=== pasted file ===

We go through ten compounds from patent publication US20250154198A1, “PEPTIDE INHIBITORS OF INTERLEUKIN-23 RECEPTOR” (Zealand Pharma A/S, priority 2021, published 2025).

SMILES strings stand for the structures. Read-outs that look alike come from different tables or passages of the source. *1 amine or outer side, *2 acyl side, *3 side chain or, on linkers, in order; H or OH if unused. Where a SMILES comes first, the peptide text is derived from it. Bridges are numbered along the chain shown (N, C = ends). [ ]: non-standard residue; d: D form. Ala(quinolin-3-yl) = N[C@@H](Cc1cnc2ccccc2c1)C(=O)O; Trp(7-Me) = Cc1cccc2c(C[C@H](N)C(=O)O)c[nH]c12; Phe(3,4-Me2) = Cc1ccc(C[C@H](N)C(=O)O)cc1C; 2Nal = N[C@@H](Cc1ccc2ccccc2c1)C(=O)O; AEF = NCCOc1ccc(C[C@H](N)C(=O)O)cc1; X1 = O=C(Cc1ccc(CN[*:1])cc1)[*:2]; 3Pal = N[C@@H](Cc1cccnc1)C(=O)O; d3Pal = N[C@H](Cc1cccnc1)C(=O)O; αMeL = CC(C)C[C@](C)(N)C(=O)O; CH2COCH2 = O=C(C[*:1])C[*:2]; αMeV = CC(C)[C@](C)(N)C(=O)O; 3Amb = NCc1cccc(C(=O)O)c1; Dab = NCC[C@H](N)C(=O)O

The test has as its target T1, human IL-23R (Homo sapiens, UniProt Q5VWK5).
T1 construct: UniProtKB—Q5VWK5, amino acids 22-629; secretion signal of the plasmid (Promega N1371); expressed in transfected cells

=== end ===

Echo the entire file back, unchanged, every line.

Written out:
We go through ten compounds from patent publication US20250154198A1, “PEPTIDE INHIBITORS OF INTERLEUKIN-23 RECEPTOR” (Zealand Pharma A/S, priority 2021, published 2025).

SMILES strings stand for the structures. Read-outs that look alike come from different tables or passages of the source. *1 amine or outer side, *2 acyl side, *3 side chain or, on linkers, in order; H or OH if unused. Where a SMILES comes first, the peptide text is derived from it. Bridges are numbered along the chain shown (N, C = ends). [ ]: non-standard residue; d: D form. Ala(quinolin-3-yl) = N[C@@H](Cc1cnc2ccccc2c1)C(=O)O; Trp(7-Me) = Cc1cccc2c(C[C@H](N)C(=O)O)c[nH]c12; Phe(3,4-Me2) = Cc1ccc(C[C@H](N)C(=O)O)cc1C; 2Nal = N[C@@H](Cc1ccc2ccccc2c1)C(=O)O; AEF = NCCOc1ccc(C[C@H](N)C(=O)O)cc1; X1 = O=C(Cc1ccc(CN[*:1])cc1)[*:2]; 3Pal = N[C@@H](Cc1cccnc1)C(=O)O; d3Pal = N[C@H](Cc1cccnc1)C(=O)O; αMeL = CC(C)C[C@](C)(N)C(=O)O; CH2COCH2 = O=C(C[*:1])C[*:2]; αMeV = CC(C)[C@](C)(N)C(=O)O; 3Amb = NCc1cccc(C(=O)O)c1; Dab = NCC[C@H](N)C(=O)O

The test has as its target T1, human IL-23R (Homo sapiens, UniProt Q5VWK5).
T1 construct: UniProtKB—Q5VWK5, amino acids 22-629; secretion signal of the plasmid (Promega N1371); expressed in transfected cells